The occupation of Oak Flat by the Apache People has been strongly supported by Gabriel of Urantia — and members of Global Community Communications Alliance — from the very start in 2015.
In a sneaky congressional maneuver by Arizona Republican Senators McCain and Flake and Representative Gosar, 2,400 acres of land, in Arizona's Tonto National Forest, was given to Resolution Copper (which is part of London-based Rio Tinto) and Melbourne-based BHP Billiton. Arizona Republicans had tried - and failed - to give this land to Copper Mining Companies five times in the past. Only by sneaking it into a must-pass bill did they succeed.
The area known as Oak Flat is sacred to the San Carlos Apache Tribe and Yavapai-Apache Nation. It has long been a place of religious significance to the Apache people, who continued to hold ceremonies there after the government removed the tribes and expropriated the land in 1886.
Resolution Copper plans to mine copper at Oak Flat using the "block cave mining" method. This would completely devastate the land, leaving a 7,000-acre, 500-foot-high waste dump of toxic tailings and a hole the size of five Empire State Buildings.
Under the leadership of Wendsler Nosie, Apaches began an occupation of Oak Flat in February 2015. They are not asking that the land be returned to them, only that it not be mined. Since February 2015, an international groundswell of support has arisen to support the objectives of the occupation at Oak Flat. And Global Community Communications Alliance has been very involved in that support.
Our Spiritualution℠ Team has attended several events at Oak Flat and created videos about the issues there. These videos can be viewed at http://spiritualution.org/campaigns/indigenous-rights.
Gabriel of Urantia and Niánn Emerson Chase have a personal connection to this movement. Wendsler Nosie was the student of Niánn Emerson Chase, during her years of teaching on the San Carlos Apache Reservation, where she grew up and then returned to teach for 15 years, after she left the area to attend college and become a teacher.
Members of Global Community Communications Alliance have attended all major events at Oak Flat, as well as some supporting events held in Tucson. Blue Evening Star and Celasai attended the Women of Indigenous Heart Conference, on November 5th, 2015. SanSkritA, Ele-Elleid and Blue Evening Star attended the Anniversary March and Celebration of the One Year Anniversary of the Oak Flat Occupation on February 25-27, 2016.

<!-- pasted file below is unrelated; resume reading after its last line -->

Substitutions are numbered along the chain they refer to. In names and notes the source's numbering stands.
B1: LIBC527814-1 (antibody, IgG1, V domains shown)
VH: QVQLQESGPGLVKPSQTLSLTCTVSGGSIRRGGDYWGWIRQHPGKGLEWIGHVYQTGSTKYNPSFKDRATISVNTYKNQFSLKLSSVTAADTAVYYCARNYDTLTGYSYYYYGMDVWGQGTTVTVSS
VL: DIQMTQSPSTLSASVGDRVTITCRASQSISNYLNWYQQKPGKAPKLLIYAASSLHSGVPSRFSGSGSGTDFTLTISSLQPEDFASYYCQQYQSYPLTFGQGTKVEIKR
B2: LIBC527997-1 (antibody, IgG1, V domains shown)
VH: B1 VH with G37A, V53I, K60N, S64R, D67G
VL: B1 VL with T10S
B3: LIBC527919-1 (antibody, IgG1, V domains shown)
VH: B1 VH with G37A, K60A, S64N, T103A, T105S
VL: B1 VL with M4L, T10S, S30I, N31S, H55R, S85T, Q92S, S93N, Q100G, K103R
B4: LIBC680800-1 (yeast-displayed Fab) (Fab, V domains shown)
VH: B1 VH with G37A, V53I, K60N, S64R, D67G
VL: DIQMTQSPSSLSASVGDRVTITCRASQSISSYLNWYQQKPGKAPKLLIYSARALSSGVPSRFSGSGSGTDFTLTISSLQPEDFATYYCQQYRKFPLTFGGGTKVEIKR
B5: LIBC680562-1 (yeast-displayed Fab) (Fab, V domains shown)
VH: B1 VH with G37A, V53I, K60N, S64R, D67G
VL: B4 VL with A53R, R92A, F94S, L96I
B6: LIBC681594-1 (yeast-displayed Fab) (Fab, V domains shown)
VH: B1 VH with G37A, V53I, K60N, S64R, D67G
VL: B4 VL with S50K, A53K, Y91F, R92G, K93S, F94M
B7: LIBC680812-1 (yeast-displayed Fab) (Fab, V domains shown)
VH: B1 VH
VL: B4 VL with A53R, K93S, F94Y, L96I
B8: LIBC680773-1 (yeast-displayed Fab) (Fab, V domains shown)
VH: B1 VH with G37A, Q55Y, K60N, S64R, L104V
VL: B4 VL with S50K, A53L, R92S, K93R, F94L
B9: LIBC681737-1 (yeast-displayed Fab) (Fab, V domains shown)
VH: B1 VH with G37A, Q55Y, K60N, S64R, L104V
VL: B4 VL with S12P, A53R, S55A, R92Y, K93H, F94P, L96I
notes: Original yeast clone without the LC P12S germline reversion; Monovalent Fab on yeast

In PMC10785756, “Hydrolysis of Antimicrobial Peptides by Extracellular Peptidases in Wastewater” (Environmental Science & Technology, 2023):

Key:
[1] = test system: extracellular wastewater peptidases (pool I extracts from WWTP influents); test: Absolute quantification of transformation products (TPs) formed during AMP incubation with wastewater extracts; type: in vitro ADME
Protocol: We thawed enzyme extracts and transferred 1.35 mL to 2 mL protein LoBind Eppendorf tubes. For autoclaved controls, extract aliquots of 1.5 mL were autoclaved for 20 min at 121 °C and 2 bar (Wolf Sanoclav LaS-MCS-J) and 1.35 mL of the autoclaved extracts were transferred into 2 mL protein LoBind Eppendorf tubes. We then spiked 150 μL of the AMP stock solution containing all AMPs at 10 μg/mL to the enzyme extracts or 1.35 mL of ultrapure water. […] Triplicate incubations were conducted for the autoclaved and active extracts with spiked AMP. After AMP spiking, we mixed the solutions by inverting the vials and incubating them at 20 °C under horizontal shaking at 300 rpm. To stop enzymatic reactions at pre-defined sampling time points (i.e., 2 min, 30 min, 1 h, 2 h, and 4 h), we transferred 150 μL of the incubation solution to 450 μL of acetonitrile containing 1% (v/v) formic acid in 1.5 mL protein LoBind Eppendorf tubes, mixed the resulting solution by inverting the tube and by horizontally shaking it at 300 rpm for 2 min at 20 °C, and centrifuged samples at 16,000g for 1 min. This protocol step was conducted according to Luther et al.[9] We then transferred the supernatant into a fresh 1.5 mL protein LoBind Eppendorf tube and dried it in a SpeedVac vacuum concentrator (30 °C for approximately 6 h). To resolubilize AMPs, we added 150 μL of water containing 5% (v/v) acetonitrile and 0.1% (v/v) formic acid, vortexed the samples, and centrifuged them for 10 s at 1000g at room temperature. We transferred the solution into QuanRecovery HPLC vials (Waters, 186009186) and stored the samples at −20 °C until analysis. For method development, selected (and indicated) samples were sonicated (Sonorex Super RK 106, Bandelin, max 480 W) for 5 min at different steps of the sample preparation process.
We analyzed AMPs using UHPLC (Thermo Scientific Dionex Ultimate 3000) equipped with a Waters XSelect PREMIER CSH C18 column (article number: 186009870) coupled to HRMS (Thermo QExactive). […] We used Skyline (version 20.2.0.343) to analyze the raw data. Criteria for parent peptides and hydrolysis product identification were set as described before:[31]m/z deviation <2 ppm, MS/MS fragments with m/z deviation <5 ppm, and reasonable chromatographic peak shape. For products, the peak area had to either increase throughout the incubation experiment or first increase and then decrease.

We have been active on social media to support Oak Flat. Here is the latest update we have posted on the situation at Oak Flat.
Historical Designation for Oak Flat Region (as published in the Sierra Club Rincon Group Newsletter)
by Nancy Freeman
Things are happening on behalf of Oak Flat! On March 4, 2016 the National Park Service added Oak Flat region to the National Register of Historic Places, as the Chi'chil Bildagoteel Historic Region. In addition to the sacrifice of warriors at Apache Leap, this section of the Tonto National Forest is held as hallowed ground by the San Carlos, Fort McDowell, White Mountain, and Yavapai Apaches among others. Historically, it was the site of a massacre by the U.S. Calvary of Apache families camping there for the summer. I have met and spoken with a couple whose grandparents disappeared there and also a woman whose great aunt disappeared there. Their bodies were never recovered for a proper burial.
Although this designation does offer some protection on federal projects or licenses, including Army Corps permits and proposed highway work (including state highways, as they depend upon Federal funds), there is no guarantee that the designation will stop the mine. The process for designating historic places is handled by the Advisory Council for Historic Preservation, a separate entity that is not under the Interior Department, and that is only responsible for maintaining the registry. Rep. Grijalva, who has worked so hard to protect Oak Flat, expressed gratitude for this designation, while Flagstaff District Rep. Gosar is making his usual nasty remarks.
Only two weeks after the designation was announced, the Tonto National Forest issued a Notice of Intent to prepare an Environmental Impact Statement (EIS) for the Resolution Mine project that is such a threat to Oak Flat:
"Environmental Impact Statement for the Resolution Copper Project and Land Exchange. The EIS will analyze the environmental effects of: 1) a mining proposal submitted to the Tonto National Forest by Resolution Copper Mining, LLC; 2) the exchange of 2,422 acres of federal land near Oak Flat for 5,344 acres of privately held land elsewhere in Arizona; and 3) any necessary amendments to the Tonto National Forest Land and Resource Management Plan : 81 Fed. Reg. 14829."
According to the earmark that Senator McCain placed in the Defense spending bill, this EIS is just a formality; the project is already approved in spite of negative outcomes to the environment and cultural impact on the Apache people. Nonetheless, it is important to make your voice heard in the comments. You can comment at www.ResolutionMineEIS.us. I suggest you pick a relevant subject that you are passionate about and focus in depth on that subject when making comments.